The simplest answer is that I’ve always loved to write, and lacking the creativity to write fiction, or the tenacity to research subjects for non-fiction, I write about what I know, my life.
If I look beyond my lack of creativity, I see writing memoir feeds a certain voyeurism. I’ve always been fascinated by letters and the glimpse they provide into other people’s lives. I’ve never been able to resist an epistolary book, fiction or non-, and I’ve come to realize that many of the memoir pieces I’ve written are basically letters to myself, or to the family that comes after me. I love reading letters, so I write them.
Much of what I’ve learned and come to understand about my relatives comes from old family letters and diaries. I come from a family of writers and savers, so there’s lots of material to mine, and in reading them, I’ve gained a sense not only of who these people were but also clues as to why I am the way I am. My memoir writing will, I hope, help both me and my family understand ourselves better. There may be some “Aha” moments. My tale of my grandmother’s box of “perfect boxes”, the ones she couldn’t bear to use, may help my minimalist son understand where my packrat tendency comes from. It may help him understand in turn why his son collects everything, including a small box of tiny balls of used aluminum foil…”perfect balls”, I’m sure.
And, finally, I write memoir because I’m getting older. More and more friends and relatives are dying, and they take with them their stories. Too many times I hear, “Oh, Gib had a story about that. I wish I could remember it”, or “Joe would have known the answer to that.” My brother and I are the oldest of our generation, he by 7 years and me by 4, and there’s a chunk of time for which we are the family memory. We’ll get a call from a cousin asking us something, as we used to ask our grandparents, parents, aunts and uncles. Sometimes we remember, sometimes it’s a mystery. I want to leave something where those who come after us will have some answers… and some laughs…and so, I write.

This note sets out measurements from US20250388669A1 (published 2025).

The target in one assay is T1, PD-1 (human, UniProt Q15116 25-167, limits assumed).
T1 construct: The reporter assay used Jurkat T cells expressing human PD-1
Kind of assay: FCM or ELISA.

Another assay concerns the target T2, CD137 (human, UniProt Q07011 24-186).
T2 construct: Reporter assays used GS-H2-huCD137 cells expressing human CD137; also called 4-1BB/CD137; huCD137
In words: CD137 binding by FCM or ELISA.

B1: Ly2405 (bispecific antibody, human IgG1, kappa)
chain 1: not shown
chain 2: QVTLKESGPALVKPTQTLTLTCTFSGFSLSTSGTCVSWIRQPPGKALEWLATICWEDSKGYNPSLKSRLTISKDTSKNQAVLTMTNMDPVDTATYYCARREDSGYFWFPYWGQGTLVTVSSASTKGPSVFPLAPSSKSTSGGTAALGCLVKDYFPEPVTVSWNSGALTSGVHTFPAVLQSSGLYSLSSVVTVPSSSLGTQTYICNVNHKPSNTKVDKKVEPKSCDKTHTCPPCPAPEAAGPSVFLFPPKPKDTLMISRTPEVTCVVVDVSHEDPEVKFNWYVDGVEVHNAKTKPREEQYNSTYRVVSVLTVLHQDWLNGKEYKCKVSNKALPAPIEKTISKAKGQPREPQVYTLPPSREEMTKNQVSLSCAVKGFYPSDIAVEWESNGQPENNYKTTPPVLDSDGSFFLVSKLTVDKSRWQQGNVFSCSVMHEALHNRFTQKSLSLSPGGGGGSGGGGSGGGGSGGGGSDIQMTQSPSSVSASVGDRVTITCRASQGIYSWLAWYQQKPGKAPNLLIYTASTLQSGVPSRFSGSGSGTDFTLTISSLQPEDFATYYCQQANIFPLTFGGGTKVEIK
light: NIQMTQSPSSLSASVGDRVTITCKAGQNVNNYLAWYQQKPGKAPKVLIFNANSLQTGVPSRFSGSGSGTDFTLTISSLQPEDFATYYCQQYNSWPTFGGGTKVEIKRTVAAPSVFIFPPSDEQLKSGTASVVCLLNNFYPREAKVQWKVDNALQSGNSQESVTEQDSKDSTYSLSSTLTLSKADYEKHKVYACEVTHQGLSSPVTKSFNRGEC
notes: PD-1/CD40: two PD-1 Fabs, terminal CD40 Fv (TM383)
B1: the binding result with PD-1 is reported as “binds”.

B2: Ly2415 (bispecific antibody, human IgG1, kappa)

What keeps me writing? Part of it is that I need an outlet for my creativity, such as it is. Part of it is that I get asked a question about my life or my family’s just often enough to remind me that I need to get these stories written down before it’s too late, and part of it is that the process of examining the events and organizing them into a readable form helps me to understand them, and I feel better for it. No wonder I keep doing it!
Pam Lives in Leeds, Maine. She has attended several Turning Memories Into Memoirs workshops. In addition to being a memoir writer, she is an accomplished photographer who has shown in south central Maine.
We have helped many people whose lives demanded to be recorded but who themselves were not writers to create interesting and well-written memoirs.
We listen to you speak your story. We ask you a multitude of questions. Then we get to work writing. We come back to you with text and you make lots of corrective comments and we ask you a whole lot of new questions. Then, we go back to writing again.
Over time, your story develops into a memoir—one that you have shaped at every stage of the writing process.
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